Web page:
Demand was so high that at the end of 2018, a new Ukrainian airline SkyUp appeared on the domestic market, which also offers lower ticket prices for both domestic and foreign flights. Today, the fleet of this Ukrainian company has 14 of its own aircraft, and is regularly increasing.
When the coronavirus pandemic hit the world, traffic dropped significantly. According to the results of 2020, the total passenger flow of Ukrainian airports amounted to only 8.7 million passengers.
At the same time, in 2021, in the first seven months alone, passenger traffic amounted to almost 7 million people and continues to grow every month, and Ukraine is among the top European countries in terms of the rate of recovery of the aviation market.
In October, Ukraine and the European Union plan to sign an agreement on the Common Aviation Area, which will be a powerful stimulus for market development.
“I hope we will be able to physically sign the Common Aviation Area agreement with the EU this fall. Such an agreement means that Ukrainian air carriers will have expanded access to the EU market, and European companies will enter Ukraine,” the prime minister said a few weeks ago. Denis Shmigal.
The emergence of such competition, according to the Prime Minister, will reduce ticket prices and contribute to the formation of an open, competitive and transparent aviation market in Ukraine. This gives hope that in the near future the number of flights and passenger traffic will return to pre-crisis levels.
Revival of river trafficphoto by UNIAN, Alexander Sinitsa
River traffic in Ukraine today occupies a critically low share in the total volume of freight traffic – in 2020 it amounted to only 1-2 percent. In the European Union, for example, it is 7 percent, and the EU plans to significantly increase the share of river transport in the coming years, given their environmental friendliness compared to other modes of transport of goods and passengers.
The Ukrainian river network has been in a state of disrepair for many years, and 75 percent of the infrastructure and gateways have been worn out.
However, the potential for increasing freight traffic on Ukrainian rivers is enormous. A few decades ago, rivers transported 60 million tons of cargo annually, and now this figure has dropped to 11-12 million tons.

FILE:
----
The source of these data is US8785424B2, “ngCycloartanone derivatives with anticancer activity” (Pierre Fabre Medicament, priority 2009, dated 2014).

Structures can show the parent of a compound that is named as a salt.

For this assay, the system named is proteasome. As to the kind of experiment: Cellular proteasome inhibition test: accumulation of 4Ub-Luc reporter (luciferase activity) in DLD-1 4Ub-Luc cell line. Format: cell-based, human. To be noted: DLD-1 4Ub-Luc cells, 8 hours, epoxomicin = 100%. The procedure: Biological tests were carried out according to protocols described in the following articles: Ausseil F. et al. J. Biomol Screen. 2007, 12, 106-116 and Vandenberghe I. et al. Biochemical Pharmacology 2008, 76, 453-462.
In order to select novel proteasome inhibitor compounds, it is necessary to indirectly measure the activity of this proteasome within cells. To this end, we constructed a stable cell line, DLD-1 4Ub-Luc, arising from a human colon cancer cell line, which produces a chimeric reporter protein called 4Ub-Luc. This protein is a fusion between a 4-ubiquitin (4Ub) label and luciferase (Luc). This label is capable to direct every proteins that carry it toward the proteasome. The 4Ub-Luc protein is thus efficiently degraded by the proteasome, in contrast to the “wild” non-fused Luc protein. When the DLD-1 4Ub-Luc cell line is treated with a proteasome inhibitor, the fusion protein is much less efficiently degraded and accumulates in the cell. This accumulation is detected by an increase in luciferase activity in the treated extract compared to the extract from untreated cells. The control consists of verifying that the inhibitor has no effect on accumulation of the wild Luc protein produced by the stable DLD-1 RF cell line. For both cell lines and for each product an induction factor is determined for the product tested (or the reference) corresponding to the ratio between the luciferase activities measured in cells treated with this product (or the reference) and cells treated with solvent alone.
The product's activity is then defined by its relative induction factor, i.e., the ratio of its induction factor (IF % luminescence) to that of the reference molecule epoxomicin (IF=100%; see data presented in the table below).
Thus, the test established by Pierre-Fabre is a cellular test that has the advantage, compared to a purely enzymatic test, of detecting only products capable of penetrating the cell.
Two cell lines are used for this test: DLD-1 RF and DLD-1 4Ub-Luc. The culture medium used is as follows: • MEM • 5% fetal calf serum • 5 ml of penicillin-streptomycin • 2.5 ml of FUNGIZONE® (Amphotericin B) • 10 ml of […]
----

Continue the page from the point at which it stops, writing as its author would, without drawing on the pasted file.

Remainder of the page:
The current year has shown that both businesses and passengers are in demand for river transport. For example, the transportation of goods across the Dnieper alone in January-May this year increased by 61 percent to 4.5 million tons.
The recently adopted Verkhovna Rada Law on Inland Water Transport , the main provisions of which will come into force on January 1, 2022, should promote the active development of river navigation in Ukraine .
One of the initiators of the law, MP Artem Kovalev, said that with this document the state has established rules that make the river industry attractive for business.Artem Kovalev / photo UNIAN
“We have actually given the industry two important messages. It is that the state is interested in developing this important area, and that we have established basic rules for the industry, started to create an open and competitive river transport market. In fact, this area has become clearer and more predictable. for business, as well as interesting for attracting investment, “he said.
In the next five years, the Ukrainian government expects to increase freight traffic by river to 30 million tons per year, and the direct economic effect of this growth will be 13-16 billion hryvnia.
The river industry, as well as the whole of Ukraine, is on the verge of great change.
We can say as much as we want that the country has lost a huge number of opportunities and lost time that could be used for development and reform. But the future of domestic infrastructure, like all of our beautiful country, looks optimistic. In order to complete the path from ruin to the real great construction of a new democratic and technologically advanced country, it is necessary to use the coming years as effectively as possible.